In the context of this discussion, responsive, mobile-first design means a website that looks just as good on a cellphone or a tablet as it does on a laptop screen. It means that a website looks good when you show it to an audience on a projector. It also means that if you’re someone like me who prefers to look at text at 125%, you don’t lose form or function. You can easily see some of those elements of responsiveness by simply resizing your screen.

Good common practices for writing responsive websites include using ems instead of pixels when defining font sizes. ‘Em’ doesn’t really stand for anything anymore, but you can read up on the history of what it once meant here. Now, it commonly refers to the standard size of words in that browser or view. 1em is bigger when viewed at 125% than it is when viewed at 100%, but 1px does not change when you increase or decrease the page. Similarly, it is good practice to use percentages instead of pixels when defining height and width. This text, for example, takes up 80% of its container div instead of having a width of fixed pixels. These are both good strategies for adapting content that you want to keep in the same relative positions and proportions, no matter what the window size is when it is viewed.

Sometimes, however, you want the actual displayed content to change depending on the view. A good example of this is a navigation bar; you might want to show the user all of their options when they are viewing the webpage on a laptop, but collapse the menu into a “hamburger” (a drop-down menu served by an icon that looks like this: ) when it is viewed on a mobile device. Typically, this is handled by writing breakpoints into your CSS. 

A breakpoint is a block of code you add into your CSS stylesheets that only uses that style when the condition in the block is met, such as this:

@media only screen and (min-width: 768px){
background-color: blue;

This code, which makes the background color blue, would only run when the width of the screen is at least 768 pixels. You might use this code for a computer, and write another breakpoint for a tablet, and a third breakpoint for your mobile device.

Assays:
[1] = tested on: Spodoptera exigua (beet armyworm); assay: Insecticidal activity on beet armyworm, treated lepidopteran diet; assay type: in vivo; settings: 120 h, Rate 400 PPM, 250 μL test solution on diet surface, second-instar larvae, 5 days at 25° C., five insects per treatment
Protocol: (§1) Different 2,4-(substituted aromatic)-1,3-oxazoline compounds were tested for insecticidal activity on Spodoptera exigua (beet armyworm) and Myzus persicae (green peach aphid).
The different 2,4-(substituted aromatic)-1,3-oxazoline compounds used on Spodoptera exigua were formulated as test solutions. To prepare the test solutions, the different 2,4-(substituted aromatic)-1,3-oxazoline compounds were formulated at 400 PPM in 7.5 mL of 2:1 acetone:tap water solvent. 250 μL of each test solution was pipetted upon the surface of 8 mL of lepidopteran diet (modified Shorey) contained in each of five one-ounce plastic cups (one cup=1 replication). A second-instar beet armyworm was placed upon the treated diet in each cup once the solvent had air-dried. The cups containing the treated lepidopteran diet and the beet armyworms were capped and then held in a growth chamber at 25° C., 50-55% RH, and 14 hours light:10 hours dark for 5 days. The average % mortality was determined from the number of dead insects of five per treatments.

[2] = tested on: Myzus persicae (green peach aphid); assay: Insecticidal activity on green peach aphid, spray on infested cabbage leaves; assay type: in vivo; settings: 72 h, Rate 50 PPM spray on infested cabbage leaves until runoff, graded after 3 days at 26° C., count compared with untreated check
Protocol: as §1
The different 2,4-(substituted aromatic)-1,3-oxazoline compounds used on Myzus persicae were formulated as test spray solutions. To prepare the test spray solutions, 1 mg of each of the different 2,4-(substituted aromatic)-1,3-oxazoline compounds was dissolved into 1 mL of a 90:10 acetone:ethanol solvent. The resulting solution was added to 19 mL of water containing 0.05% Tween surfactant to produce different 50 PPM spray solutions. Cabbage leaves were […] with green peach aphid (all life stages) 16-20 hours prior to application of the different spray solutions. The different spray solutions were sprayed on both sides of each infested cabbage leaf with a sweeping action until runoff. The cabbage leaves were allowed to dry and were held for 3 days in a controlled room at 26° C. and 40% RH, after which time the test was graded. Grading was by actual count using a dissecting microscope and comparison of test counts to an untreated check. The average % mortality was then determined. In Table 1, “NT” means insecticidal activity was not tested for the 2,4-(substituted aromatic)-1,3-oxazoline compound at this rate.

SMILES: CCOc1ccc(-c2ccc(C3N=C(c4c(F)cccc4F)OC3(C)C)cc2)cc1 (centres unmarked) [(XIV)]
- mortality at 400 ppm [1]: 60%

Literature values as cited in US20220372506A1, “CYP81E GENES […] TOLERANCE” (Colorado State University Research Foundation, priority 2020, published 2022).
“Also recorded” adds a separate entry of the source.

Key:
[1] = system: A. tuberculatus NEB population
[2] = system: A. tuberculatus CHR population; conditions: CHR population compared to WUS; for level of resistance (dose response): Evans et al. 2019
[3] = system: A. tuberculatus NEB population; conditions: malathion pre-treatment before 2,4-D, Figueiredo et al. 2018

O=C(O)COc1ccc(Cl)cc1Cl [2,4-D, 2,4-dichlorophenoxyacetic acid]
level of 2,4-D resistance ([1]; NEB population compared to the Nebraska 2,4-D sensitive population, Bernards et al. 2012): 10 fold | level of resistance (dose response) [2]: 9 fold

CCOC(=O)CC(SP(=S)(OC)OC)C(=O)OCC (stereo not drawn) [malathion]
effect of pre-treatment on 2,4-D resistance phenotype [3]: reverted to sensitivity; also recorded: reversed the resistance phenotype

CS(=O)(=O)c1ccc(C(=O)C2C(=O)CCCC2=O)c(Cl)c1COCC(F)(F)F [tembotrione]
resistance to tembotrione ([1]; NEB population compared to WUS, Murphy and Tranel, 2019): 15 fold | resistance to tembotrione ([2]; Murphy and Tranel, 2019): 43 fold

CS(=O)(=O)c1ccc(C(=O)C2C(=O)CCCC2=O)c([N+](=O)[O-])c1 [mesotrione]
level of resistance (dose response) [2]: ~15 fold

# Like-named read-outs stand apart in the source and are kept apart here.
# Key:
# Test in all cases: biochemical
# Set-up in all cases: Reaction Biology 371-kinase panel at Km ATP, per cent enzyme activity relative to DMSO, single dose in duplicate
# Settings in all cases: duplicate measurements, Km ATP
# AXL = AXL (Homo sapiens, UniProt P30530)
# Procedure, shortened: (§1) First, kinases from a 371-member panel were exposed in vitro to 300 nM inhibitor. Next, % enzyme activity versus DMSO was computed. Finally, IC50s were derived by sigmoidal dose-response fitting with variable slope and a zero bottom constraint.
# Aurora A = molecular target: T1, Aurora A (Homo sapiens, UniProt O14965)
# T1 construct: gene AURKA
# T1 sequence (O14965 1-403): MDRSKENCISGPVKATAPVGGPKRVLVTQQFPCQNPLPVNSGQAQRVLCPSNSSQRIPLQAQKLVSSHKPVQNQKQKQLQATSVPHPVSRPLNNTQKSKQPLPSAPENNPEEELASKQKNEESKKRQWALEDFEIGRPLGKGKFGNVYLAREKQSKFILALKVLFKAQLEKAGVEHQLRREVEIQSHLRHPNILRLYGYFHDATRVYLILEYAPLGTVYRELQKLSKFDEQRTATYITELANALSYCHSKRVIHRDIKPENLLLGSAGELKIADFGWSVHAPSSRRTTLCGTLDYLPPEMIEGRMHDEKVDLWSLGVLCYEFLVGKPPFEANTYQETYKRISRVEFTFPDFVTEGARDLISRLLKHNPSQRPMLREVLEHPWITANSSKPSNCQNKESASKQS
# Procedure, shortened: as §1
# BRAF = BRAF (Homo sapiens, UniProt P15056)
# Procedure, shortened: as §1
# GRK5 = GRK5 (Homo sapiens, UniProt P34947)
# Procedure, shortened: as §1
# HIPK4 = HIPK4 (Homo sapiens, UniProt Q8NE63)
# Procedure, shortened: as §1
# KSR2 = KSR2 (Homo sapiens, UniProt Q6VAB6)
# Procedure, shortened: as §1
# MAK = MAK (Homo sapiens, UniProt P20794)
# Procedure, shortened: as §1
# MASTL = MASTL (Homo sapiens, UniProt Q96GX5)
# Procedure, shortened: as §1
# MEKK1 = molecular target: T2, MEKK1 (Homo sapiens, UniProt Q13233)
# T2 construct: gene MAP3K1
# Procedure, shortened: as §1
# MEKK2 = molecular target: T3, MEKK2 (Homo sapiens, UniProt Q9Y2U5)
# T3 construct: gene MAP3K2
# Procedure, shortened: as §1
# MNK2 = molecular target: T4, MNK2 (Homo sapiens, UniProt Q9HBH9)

Then, in your HTML, you write three different nav bars–one with your full navigation for your computer users, one with some sub-navigation for your tablet users with a few descriptive names, and one with the hamburger. You give each of them a descriptive class and then in your CSS breakpoint for the computer you hide the tablet and the mobile nav bars, and in the breakpoint for the tablet you hide the computer and mobile nav bars, and in the breakpoint for the mobile device you hide the computer and the tablet nav bars. It seems like a lot of work, especially when you add in other standard feature changes as you decrease your screen size, like collapsing your columns from five to three to one as the screen shrinks, or displaying a simplified logo instead of a full descriptive banner.

Luckily, Semantic-UI automates a lot of that for you with their grid system. The grid system, described here, is a way to deal with responsive design. Grids are responsive arrangements of elements. You declare a grid by adding the class nameui grid to the parent div. There are a lot of customization options, but the two I use the most are breakpoints and stackable grids.

If you add the class mobile only row to an element inside that grid, it will only appear on a screen the size of a mobile phone. Similarly, you can add computer only row or tablet only row, or even combine them to create a computer tablet only row, which will show up on computers or tablets. This means that instead of writing your HTML to create that div and then create at least three lines of code declaring when that div should appear on the page (showing a mobile nav bar on a mobile device, hiding it on a computer, and hiding it on a tablet), you add three words to your code and Semantic-UI does all of the heavy lifting for you.

The “stackable” grid feature lets you collapse a couple of columns of content into one when the browser is small enough. We utilized this in the Ada Pea Patch program linked above, and Semantic-UI has some really cool examples of it on their website, also linked above. You just add “two column stackable” to that “ui grid” class. Then, make sure that each element that you want to stack has the class column and then presto! Your grids will stack.

This is only scratching the surface of what you can do with Semantic-UI to create a really cool, responsive layout (hard to believe that in such a long post, I know). There are a lot of options to let you resize the margins, for example, or change the positioning of the rows depending on your configuration. I highly recommend that you dig in and explore it yourself.

There will be a short blog intermission on getting Semantic-UI and Heroku to play well with each other, and then I will be done with talking about Semantic-UI. There really is too much there for me to cover in this blog; you just have to go check it out yourself.